Levitt says his baptism in politics occurred when as an eighth-grader in Boston he managed to talk himself into the 2004 Democratic Convention. An editor at Condé Nast with extensive experience in branding and promotion, he decided to extend his portfolio (which included The New Yorker, Teen Vogue and WIRED) to first-time candidates, which led to the creation of Square One in 2017. He reached out to almost two dozen likeminded professionals -- nurses, doctors, journalists – to encourage them to run for office. He and his associates were looking for the types of candidates that were being overlooked by the Democratic Party. The response was almost invariably the same: I’d like to run but I have no money or connections. “We went back to them and said: If we got you the money and the connections would you run? Everyone said yes.”
To provide these fledgling candidates the resources and funds they need to get their campaigns up and running, Square One says that it relies on “technology and data analytics, highly-effective messaging and PR strategy, and new methods for grassroots mobilization and fundraising.”
But technology and data analytics alone don’t constitute a winning strategy. “We know that no amount of technology will work without transparency, empathy, and the honesty which people crave.” He cites the students who survived the mass shooting at the Marjory Stoneman Douglas High School. (Many of the Parkland, Florida students have launched a nationwide campaign to register millennials to vote in hope that they’ll turn out for candidates who support tougher gun regulations.) “They know the policies and intricacies of gun control inside and out. We should let this generation take its turn and speak. There’s no machine behind them. Older generations should step back.” But he’s quick to add that he doesn’t mean to ignore the importance of Gen Xers, Boomers or seniors: “Youth isn’t an age, it’s a state of mind. A lot of older people are young at heart. The obligation to talk about future is as old as history itself. No one wants to hear about clinging to the past.”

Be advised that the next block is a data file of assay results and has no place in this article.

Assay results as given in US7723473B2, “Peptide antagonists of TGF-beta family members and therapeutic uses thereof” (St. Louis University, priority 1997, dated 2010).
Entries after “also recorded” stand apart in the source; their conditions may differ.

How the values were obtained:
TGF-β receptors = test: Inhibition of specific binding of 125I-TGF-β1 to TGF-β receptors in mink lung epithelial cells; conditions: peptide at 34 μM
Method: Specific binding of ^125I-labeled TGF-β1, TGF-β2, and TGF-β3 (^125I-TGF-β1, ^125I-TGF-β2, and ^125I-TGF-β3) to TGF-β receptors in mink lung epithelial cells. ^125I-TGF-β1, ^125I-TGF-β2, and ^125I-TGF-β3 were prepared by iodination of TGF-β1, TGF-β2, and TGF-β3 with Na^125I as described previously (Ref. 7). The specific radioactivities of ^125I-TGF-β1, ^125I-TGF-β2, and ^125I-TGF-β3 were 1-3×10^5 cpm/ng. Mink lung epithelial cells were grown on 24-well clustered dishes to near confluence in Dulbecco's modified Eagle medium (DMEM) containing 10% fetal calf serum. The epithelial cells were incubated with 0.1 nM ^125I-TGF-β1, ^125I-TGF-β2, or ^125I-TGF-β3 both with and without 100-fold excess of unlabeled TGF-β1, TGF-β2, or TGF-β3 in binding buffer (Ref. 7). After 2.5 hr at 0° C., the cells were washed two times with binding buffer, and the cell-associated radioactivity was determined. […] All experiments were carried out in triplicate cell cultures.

More about northside festival, Square one, will levitt, siraj patel, 2018 midterm elections